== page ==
Move to execute coffee shop killer grinds to a halt after she 'finds Christ'

Sentence for coffee shop killer officially reversed from death penalty to life in prison for murders committed in 2013

Monmouth Coffee shop killer Hsieh Yi-han in handcuffs. (By Central News Agency)

TAIPEI (Taiwan News) -- A female manager of a coffee shop who had been convicted for the robbing and murder of a couple in 2013, has been given life in prison, reversing the original death sentence she faced that year. 

Today, the Supreme Court dismissed the prosecution's appeal of a life sentence handed down in 2015 to Hsieh Yi-han (謝依涵), 31, on the grounds that she confessed and that a psychological assessment found that Hsieh had made a clean break with her past errors and was at low risk of repeating her crime. 

In October 2013, Hsieh had originally been sentenced to death by the Shilin District Court in Taipei for the murder of Shih Chien University assistant professor Chang Tsui-ping (張翠萍), 58, and her husband, Chen Chin-fu (陳進福), 79, before dumping their bodies in the Tamsui River in suburban Taipei in February 2013.

Hsieh had befriended the couple when they visited the Monmouth Coffee (媽媽嘴咖啡) she was managing. Coveting the couple's large fortune, she laced their drinks with sleeping pills, stabbed them to death, and dragged their bodies into the river. Hsieh then withdrew NT$350,000 from Chen's bank account, but failed in her attempt to withdraw money from Chang's account by passing herself off as the murdered woman. The case came to light when the couple's bodies were discovered near the riverside cafe.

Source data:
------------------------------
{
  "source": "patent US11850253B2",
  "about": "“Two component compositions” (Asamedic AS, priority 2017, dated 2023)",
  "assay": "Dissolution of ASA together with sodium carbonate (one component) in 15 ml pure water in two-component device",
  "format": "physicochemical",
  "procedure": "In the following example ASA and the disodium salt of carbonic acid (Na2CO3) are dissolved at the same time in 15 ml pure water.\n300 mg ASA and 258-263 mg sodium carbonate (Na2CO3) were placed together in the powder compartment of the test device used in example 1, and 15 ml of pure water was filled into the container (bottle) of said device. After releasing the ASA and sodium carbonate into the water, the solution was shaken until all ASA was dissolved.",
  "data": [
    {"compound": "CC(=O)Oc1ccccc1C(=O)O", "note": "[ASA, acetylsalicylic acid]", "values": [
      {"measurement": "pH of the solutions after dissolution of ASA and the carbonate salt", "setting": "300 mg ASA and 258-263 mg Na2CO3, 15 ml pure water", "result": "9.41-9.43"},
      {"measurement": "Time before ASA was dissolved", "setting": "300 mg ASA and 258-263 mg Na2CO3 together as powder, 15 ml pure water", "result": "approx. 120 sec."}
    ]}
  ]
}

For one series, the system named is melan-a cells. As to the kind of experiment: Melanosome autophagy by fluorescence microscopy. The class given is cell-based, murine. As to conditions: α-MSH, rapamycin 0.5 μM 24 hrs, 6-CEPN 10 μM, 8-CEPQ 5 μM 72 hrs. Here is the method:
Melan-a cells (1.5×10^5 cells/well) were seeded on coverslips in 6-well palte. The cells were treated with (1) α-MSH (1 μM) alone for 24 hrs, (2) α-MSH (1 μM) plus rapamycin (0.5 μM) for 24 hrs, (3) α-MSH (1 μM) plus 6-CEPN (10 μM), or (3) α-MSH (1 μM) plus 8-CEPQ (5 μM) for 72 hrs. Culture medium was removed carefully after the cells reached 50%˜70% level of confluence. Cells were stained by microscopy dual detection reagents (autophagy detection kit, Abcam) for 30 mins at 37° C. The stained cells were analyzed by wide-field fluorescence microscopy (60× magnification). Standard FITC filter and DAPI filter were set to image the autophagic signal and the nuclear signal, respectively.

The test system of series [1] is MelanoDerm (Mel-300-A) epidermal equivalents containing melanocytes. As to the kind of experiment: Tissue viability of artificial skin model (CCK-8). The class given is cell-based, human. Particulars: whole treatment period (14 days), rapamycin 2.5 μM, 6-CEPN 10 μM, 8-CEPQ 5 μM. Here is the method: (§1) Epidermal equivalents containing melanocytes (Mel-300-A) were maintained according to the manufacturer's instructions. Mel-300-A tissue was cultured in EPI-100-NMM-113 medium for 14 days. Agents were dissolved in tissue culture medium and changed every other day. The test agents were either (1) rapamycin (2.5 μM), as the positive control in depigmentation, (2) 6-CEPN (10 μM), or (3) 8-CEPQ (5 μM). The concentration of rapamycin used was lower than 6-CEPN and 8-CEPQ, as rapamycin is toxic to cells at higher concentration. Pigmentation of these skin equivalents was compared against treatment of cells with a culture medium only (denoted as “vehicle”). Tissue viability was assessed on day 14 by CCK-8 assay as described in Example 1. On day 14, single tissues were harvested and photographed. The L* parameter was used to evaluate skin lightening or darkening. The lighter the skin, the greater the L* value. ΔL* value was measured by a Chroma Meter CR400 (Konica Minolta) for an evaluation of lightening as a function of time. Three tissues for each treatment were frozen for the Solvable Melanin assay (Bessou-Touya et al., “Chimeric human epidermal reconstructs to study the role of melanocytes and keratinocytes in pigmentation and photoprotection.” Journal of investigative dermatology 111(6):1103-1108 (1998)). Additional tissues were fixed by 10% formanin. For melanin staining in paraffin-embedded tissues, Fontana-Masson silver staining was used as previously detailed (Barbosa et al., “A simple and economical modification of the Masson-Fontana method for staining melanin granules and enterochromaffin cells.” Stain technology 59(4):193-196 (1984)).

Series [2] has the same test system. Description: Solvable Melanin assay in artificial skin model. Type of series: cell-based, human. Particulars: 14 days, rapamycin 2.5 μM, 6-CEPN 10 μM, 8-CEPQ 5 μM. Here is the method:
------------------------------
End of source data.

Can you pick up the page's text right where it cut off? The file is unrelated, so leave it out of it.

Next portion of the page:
The verdict was then upheld in September 2014 by the Taiwan High Court. However, Taiwan's Supreme Court in February 2015 overturned the death sentence handed down in Hsieh's first and second trials and remanded the case to the Taiwan High Court for review.

Pastor Huang Ming-chen, who met with Hsieh 20 times during her detention, said after she had found Christ, she wished to repent her sins and even hoped to reconcile with the families of the victims. This led the court to believe that there was a high probability that she could be reformed and that the death penalty was not appropriate after Taiwan signed into law the International Covenant on Civil and Political Rights (ICCPR).

The covenant stipulates that in countries that have not abolished the death penalty, the death sentence may be imposed only for the most serious crimes in accordance with the law, and it can only be carried out pursuant to a final judgment rendered by a competent court.

However, Chen's sister said in an interview earlier this year that that the reversal of the death penalty "had led to very painful suffering, she said she was "really very unconvinced! Taking two lives and she only gets life imprisonment! Her crime should result in the death penalty! This will be the only way to serve justice in the afterlife for my brother and sister-in-law."